UW Today

This is an archived article.

October 8, 1998

33,000 Web tests show unconscious roots of racism, ageism

People have taken more than 33,000 tests that measure unconscious components of prejudice and stereotyping in the first week since twin Web sites were opened to the public by psychologists from the University of Washington and Yale University.

One of the Web tests measures automatic racial preference for white or black. Of the more than 10,000 who took this test, 80 percent showed a preference for white over black. Fifty percent exhibited this preference at a statistically strong level.


The sites were created with four short tests that measure unconscious roots of racism, ageism, gender stereotyping and self-esteem. A fifth test, measuring academic preferences for arts or mathematics was added later. People can take the tests by logging onto the sites at http://depts.washington.edu/iat/  or www.yale.edu/implicit/.

The Web tests are a spinoff of a psychological tool called the Implicit Association Test created by University of Washington psychology professor Anthony Greenwald and developed in collaboration with Mahazarin Banaji, a Yale psychology professor. The test measures unconscious or automatic associations, including those that underlie prejudice and stereotyping.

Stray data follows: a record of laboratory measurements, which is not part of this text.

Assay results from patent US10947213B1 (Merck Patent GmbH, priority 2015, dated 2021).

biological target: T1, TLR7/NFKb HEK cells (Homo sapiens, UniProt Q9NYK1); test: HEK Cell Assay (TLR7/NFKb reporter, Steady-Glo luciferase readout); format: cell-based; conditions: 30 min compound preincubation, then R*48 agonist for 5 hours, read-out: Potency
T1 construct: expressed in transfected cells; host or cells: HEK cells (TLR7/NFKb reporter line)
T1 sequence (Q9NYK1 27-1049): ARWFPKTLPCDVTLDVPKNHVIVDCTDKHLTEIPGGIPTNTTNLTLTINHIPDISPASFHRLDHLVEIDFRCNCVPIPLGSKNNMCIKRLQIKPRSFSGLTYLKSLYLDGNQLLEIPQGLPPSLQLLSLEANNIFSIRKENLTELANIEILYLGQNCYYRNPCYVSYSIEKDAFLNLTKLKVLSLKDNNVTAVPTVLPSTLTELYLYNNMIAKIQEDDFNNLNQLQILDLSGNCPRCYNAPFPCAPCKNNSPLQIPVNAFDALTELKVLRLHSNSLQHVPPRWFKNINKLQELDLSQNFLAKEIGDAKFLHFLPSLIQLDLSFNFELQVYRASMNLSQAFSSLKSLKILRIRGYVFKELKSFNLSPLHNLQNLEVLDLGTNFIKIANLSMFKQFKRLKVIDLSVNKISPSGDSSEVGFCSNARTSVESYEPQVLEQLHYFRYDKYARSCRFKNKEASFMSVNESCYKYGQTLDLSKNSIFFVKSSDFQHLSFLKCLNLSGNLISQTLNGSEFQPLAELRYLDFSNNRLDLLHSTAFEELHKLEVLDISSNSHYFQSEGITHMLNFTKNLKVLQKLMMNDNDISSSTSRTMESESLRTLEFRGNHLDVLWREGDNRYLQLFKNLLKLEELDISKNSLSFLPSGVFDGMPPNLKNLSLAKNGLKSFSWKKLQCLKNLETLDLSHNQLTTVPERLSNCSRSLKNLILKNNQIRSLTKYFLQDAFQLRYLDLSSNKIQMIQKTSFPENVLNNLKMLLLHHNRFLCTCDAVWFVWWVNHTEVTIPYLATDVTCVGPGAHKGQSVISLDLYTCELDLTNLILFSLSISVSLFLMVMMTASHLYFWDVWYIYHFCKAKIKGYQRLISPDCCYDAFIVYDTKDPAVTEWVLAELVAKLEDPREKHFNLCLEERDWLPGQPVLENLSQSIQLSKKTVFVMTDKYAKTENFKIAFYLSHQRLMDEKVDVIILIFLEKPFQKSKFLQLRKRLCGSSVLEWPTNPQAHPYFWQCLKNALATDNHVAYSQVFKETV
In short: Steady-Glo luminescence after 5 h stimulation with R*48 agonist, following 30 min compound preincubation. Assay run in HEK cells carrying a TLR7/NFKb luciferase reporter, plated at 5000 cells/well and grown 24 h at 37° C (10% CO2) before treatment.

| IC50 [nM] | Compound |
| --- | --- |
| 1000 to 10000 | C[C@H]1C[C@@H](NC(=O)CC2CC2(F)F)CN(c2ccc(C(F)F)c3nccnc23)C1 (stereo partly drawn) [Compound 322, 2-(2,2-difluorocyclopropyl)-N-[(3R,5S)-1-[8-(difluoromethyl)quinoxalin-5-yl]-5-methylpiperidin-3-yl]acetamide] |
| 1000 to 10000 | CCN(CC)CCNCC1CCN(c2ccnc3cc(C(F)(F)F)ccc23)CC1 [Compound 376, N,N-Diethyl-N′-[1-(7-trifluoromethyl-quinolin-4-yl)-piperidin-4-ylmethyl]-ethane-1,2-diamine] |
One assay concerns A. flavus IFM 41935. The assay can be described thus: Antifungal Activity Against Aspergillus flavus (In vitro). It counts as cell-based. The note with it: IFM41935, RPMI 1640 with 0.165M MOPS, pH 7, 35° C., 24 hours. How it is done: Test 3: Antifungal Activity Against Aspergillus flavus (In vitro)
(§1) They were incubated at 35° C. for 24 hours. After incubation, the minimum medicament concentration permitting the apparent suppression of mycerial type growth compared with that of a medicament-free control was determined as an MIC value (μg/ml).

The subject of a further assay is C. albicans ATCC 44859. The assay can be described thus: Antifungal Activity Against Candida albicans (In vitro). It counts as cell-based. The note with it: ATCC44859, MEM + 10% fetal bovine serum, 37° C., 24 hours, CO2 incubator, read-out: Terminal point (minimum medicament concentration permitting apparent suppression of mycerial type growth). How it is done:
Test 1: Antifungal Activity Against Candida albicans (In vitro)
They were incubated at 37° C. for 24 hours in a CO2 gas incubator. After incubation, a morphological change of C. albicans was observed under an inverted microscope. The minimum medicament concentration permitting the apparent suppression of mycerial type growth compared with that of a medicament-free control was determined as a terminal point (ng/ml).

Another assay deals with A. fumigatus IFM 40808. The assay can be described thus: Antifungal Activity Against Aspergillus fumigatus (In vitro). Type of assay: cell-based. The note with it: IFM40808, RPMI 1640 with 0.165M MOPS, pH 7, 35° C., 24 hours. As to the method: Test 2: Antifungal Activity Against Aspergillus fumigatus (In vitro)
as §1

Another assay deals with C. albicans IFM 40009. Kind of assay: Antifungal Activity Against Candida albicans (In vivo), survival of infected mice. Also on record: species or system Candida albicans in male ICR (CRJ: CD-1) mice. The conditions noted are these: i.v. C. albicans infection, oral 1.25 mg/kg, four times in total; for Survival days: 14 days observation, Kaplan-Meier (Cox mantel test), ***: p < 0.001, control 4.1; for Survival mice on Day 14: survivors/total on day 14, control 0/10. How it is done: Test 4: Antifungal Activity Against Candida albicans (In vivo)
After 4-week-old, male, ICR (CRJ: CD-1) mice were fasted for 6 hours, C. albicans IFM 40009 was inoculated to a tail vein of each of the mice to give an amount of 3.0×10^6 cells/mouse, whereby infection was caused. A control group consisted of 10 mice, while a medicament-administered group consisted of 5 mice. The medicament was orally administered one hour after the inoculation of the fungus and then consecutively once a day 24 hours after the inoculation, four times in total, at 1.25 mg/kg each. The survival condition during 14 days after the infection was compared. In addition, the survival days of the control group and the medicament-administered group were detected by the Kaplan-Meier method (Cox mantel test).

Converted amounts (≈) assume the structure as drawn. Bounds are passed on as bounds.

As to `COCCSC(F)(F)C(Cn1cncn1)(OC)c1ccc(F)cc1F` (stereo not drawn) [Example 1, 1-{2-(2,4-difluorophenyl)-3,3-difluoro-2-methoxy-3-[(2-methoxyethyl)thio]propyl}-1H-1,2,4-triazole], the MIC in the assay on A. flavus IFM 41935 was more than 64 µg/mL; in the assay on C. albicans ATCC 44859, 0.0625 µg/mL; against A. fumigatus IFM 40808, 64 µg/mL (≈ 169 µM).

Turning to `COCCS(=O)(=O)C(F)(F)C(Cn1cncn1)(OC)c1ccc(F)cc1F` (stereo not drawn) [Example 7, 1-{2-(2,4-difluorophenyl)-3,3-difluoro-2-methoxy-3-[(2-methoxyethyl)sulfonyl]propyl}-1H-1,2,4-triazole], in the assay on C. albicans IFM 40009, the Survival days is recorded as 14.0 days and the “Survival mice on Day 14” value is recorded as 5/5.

Even stronger than the race-preference findings were the results for about 4,000 age-preference tests that showed 90 percent with an automatic preference for young over old. Seventy-five percent showed this at the statistically strong level. The most popular test on the Web site, slightly edging the race test, is the self-esteem test, which showed that most people have automatic preference for “me” relative to “them.”

“These tests offer people a do-it-yourself opportunity to measure their automatic race, age and gender associations,” said Greenwald. “Probably a large proportion of people visiting do not consider themselves to be prejudiced and they are taking the tests to learn about these ordinarily hidden associations that in some cases could produce unintended discriminatory behavior.”



Greenwald said he and his colleagues also are receiving a steady volume of e-mail from visitors to the sites with reactions that include a very small number of obscenities and somewhat more disbelief and rejection of the interpretations of the tests, along with expressions of surprise and appreciation for learning about previously submerged thought processes.



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For more information, contact:
Greenwald at (206) 543-7227 or agg@u.washington.edu
or Banaji at (203) 432-4547 or mahzarin.banaji@yale.edu